02 February 2019
Ingress Park is a beautiful development on the banks of the Thames, in Greenhithe, Kent, consisting of; houses in village street scenes, apartments with views out over the water and a listed Victorian Abbey fronted by a stately boulevard and vast expanses of green.
The Estate (1200-1700)
People have lived in this area of Kent for hundreds of thousands of years. One can only imagine what life was like back in the chalk and lime times of the Romans and it’s certainly fascinating to consider life at Ingress Park through the ages.
From 1276 (a time when only the King could “own” land whilst others “held” the property) through to the 1500s, the estate was owned by the Crown; with the reigning monarch deciding on who to grant it to and what it’s purpose should be. These functions included a chapel, a monastery and an educational centre for women. When Henry VIII led the Dissolution of the Monasteries between 1536 and 1541, it was said that a nun put a curse on the estate saying that “no male heir would live to inherit the estate”. This was to prove true for hundreds of years, believe it or not!
In 1561 Queen Elizabeth granted ownership to John Bere and Edward Darbyshire, the first time the Crown would not own the estate. They promptly sold it later in the year.
In the years that followed the estate was sold a number of times for a variety of reasons and prices. It eventually evolved into a Mansion House, Manor, farm, chalk cliff, lime kiln, wharf, salt and fresh marsh and would have been a considerable size and subsequent asset.
Ingress Park (1700-1900)
John Calcraft, MP for Rochester from 1768 until his death, rebuilt the house he bought for £5000 and renamed it Ingress Park after buying several adjacent estates to enlarge the gardens. Ingress Park was created using the new and modern ideas of Capability Brown and had many spacious and stylish refurbishments. These included an elegant apartment overlooking the river and natural woodlands, a development that continues to be associated with the modern day site.
Through the years that followed, Ingress Park was owned by a variety of wealthy and well-connected people, most notably lawyer James Harmer. Harmer decided in 1833 to build a replica of a 16th Century grand mansion, ‘Ingress Abbey’. Following this, a number of Victorian follies were also built surrounding the Abbey, a lot of which can still be seen today.
From 1900 through to the current era the site has been home to a number of different ventures, beginning with a Wallpaper Manufacturers and a cement company in 1906. This turned into a Nautical Training College in a matter of years and during this period the land even included a first-class cricket ground, four tennis courts and swimming baths.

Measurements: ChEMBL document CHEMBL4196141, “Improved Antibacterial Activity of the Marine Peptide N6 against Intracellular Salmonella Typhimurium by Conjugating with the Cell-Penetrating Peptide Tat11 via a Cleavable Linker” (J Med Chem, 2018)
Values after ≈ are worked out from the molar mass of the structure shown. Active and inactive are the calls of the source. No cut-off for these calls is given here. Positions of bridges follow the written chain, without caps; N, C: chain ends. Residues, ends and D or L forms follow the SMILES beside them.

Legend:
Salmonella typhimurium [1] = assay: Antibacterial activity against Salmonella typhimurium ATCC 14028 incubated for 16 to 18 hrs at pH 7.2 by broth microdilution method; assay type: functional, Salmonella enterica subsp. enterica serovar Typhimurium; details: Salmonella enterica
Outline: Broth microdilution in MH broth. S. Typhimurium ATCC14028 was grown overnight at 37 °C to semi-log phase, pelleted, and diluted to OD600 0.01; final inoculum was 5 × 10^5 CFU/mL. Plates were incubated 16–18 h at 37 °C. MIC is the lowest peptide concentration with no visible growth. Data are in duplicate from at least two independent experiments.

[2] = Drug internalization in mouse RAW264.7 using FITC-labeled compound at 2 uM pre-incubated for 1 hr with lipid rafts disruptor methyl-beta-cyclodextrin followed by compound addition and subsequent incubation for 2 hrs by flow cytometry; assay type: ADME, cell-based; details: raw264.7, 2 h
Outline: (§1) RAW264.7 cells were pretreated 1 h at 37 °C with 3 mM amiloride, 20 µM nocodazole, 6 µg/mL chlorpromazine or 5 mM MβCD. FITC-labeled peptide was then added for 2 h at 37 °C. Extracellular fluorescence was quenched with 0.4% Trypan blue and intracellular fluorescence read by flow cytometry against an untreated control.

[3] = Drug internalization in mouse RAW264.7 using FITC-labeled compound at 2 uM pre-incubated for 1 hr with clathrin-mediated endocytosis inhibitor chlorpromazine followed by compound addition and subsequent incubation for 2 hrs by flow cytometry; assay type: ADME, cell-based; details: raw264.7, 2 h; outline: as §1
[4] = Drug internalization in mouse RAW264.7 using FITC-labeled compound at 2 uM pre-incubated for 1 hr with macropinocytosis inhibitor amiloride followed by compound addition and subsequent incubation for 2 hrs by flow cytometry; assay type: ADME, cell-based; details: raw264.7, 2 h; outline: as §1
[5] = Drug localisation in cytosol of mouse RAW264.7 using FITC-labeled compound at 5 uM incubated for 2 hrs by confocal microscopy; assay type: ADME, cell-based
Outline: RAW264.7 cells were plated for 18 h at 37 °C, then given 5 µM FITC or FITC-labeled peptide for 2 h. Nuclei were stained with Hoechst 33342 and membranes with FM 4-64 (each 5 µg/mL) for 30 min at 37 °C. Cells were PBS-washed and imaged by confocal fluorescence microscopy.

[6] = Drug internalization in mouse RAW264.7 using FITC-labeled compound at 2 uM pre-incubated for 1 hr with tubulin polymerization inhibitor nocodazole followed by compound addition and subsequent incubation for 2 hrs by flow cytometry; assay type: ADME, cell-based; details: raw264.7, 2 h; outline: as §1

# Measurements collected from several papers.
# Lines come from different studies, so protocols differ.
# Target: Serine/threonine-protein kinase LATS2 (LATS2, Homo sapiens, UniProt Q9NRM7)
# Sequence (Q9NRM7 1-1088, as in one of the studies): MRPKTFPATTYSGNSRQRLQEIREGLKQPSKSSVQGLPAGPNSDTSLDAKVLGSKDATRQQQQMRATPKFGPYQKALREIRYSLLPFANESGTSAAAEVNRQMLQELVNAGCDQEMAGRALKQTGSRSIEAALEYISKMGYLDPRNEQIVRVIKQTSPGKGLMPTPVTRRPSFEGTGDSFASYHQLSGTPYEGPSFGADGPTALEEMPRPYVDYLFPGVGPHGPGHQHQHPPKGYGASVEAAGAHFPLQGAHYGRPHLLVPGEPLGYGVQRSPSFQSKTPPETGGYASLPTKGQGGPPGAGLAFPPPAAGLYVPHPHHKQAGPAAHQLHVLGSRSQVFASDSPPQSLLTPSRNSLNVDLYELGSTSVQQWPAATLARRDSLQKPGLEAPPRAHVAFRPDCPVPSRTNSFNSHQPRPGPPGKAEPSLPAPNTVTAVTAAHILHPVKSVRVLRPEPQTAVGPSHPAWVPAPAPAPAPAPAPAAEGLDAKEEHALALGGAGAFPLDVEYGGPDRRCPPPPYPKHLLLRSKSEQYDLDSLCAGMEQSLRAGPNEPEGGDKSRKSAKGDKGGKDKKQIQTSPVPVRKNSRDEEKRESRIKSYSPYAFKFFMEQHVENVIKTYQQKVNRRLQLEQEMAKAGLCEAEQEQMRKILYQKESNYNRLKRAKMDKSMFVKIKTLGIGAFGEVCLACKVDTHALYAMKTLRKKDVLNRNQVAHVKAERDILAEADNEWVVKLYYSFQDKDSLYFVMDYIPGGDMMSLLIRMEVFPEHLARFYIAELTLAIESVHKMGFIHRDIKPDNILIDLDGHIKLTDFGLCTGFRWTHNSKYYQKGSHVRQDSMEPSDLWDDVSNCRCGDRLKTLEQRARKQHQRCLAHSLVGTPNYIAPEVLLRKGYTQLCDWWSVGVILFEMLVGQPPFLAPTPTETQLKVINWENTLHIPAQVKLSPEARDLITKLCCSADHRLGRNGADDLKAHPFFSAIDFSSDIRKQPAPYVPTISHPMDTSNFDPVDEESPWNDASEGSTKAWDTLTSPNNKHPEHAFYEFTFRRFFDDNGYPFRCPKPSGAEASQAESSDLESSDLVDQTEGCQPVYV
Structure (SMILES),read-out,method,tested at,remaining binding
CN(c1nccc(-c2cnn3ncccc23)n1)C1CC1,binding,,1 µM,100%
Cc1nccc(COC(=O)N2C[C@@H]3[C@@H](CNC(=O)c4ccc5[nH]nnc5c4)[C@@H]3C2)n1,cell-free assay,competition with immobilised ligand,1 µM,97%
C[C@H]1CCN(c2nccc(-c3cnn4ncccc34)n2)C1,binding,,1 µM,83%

After a few failed ventures, we fast forward to 1998 and an ambitious redevelopment plan was submitted to Dartford Council by Crest Strategic Projects Limited. This included the building of houses, a hotel, conference centres, extensive leisure facilities and continued restoration of the now dilapidated old famous estate.
Plans developed with the first stages of work including stabilising the Abbey, which was threatening to come down, and a £220,000 renovation of seven Victorian follies. Now the Abbey has been beautifully restored and forms the centre of the new Ingress Park. The modern-day Ingress Park consists of over a 1000 new build freehold houses and leasehold flats as well as many other facilities.
Ingress Park as we see it now was a project designed by Gardner Stewart Architects, a project which has been recognised by awards at a regional and national level. Landscape architect Murdoch Wickham designed the public elements to the site, including a heritage trail taking in a number of follies in the Abbey’s grounds. The site was nominated for Development of the Year in the 2007 Daily Mail on Sunday’s British Homes Awards, which had this to say about it:
“Around the site’s assets – its historic abbey, the waterfront and woodland areas – architect Gardner Stewart has designed the scheme in eight distinct character areas to create a strong sense of place and neighbourly environments. For the homes, Gardner Stewart has taken its inspiration from the Kent vernacular, assembling townhouses, mews and apartment blocks into contiguous village-style street scenes.”
Ingress Park remains completely in keeping with the famous history of the Abbey and surrounding grounds. All of the site’s assets have been incorporated into making it what it is today; not only a great place to live but also a flagship development for FirstPort Bespoke Properties.